Esch lives with her father and brothers in Bois Sauvage, Mississippi. It’s a backwater place where they struggle against poverty: eating eggs from their multiplying chickens, wearing hand-me-downs from each other and friends and stealing what they can’t afford.
Esch’s mother died giving birth to Junior, the little brother she and her eldest brother, Randall, raised. Their father’s often drunk, his odd jobs not bringing in quite enough.
They like to hang out in the pit, where Skeetah, Esch’s other brother, has found a stray dog to raise into a fighter. There’s lots of money to be had from fighting dogs.
The novel opens as Skeetah’s dog China gives birth to her pups. He’s prepared to do anything to save those dogs, to breed more fighting dogs.
This struggle to give birth, to bear fruit in a world pitted against you, is a strong theme in the book. Esch too discovers she is pregnant, despite being only 15. Pregnant with a boy she’s in love with, a boy with paler skin who refuses to acknowledge her in public. A boy who has a jealous girlfriend. A boy whose cousin’s dog fathered China’s pups.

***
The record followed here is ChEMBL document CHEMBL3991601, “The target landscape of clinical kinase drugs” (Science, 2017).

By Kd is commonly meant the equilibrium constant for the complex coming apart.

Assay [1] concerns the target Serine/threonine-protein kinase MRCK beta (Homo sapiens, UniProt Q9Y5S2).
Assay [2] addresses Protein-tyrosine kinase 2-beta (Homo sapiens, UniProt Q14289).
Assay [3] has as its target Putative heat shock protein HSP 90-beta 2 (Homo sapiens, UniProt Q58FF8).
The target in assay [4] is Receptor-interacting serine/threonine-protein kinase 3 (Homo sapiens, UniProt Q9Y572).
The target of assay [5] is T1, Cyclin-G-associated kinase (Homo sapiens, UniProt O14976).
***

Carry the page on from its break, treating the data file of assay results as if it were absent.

And behind all of the pain, blood and power of birth is the developing hurricane, which just happens to be Katrina.
Esch is an avid reader of Greek myth. She is particularly fond of Medea. The intensity of Medea’s story forces us to see links between the old epic stories and Esch’s life, pulling writers like Toni Morrison and William Faulkner into the reader’s horizon. It makes sense that the novel won the 2011 National Book Award for Fiction. Her most recent book, Sing, Unburied, Sing has been shortlisted for the Women’s Prize for Fiction 2018. Jesmyn Ward gives epic grandeur to the marginalised lives and voices of Esch and her family. I will definitely be reading Sing, Unburied, Sing.